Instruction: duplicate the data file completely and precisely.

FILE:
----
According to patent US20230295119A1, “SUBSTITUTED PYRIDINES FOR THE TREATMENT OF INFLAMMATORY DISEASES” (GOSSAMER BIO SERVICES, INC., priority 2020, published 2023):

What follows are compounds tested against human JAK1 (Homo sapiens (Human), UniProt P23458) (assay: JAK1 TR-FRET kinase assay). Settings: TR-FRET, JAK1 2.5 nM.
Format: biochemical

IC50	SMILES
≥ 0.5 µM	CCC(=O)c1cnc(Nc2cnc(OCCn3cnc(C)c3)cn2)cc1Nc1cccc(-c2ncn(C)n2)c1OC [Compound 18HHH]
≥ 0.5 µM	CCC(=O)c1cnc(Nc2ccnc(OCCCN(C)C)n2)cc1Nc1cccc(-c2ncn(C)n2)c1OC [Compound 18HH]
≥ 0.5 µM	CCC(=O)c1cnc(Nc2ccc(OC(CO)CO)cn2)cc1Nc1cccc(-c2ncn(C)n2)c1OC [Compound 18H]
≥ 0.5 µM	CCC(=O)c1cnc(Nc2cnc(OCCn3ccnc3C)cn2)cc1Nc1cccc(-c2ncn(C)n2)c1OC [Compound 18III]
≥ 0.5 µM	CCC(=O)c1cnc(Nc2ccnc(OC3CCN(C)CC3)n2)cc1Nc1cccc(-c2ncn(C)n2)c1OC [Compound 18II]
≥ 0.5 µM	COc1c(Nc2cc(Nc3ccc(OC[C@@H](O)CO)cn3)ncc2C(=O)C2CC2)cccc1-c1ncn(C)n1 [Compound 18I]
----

According to patent US20230295119A1, “SUBSTITUTED PYRIDINES FOR THE TREATMENT OF INFLAMMATORY DISEASES” (GOSSAMER BIO SERVICES, INC., priority 2020, published 2023):

What follows are compounds tested against human JAK1 (Homo sapiens (Human), UniProt P23458) (assay: JAK1 TR-FRET kinase assay). Settings: TR-FRET, JAK1 2.5 nM.
Format: biochemical

IC50	SMILES
≥ 0.5 µM	CCC(=O)c1cnc(Nc2cnc(OCCn3cnc(C)c3)cn2)cc1Nc1cccc(-c2ncn(C)n2)c1OC [Compound 18HHH]
≥ 0.5 µM	CCC(=O)c1cnc(Nc2ccnc(OCCCN(C)C)n2)cc1Nc1cccc(-c2ncn(C)n2)c1OC [Compound 18HH]
≥ 0.5 µM	CCC(=O)c1cnc(Nc2ccc(OC(CO)CO)cn2)cc1Nc1cccc(-c2ncn(C)n2)c1OC [Compound 18H]
≥ 0.5 µM	CCC(=O)c1cnc(Nc2cnc(OCCn3ccnc3C)cn2)cc1Nc1cccc(-c2ncn(C)n2)c1OC [Compound 18III]
≥ 0.5 µM	CCC(=O)c1cnc(Nc2ccnc(OC3CCN(C)CC3)n2)cc1Nc1cccc(-c2ncn(C)n2)c1OC [Compound 18II]
≥ 0.5 µM	COc1c(Nc2cc(Nc3ccc(OC[C@@H](O)CO)cn3)ncc2C(=O)C2CC2)cccc1-c1ncn(C)n1 [Compound 18I]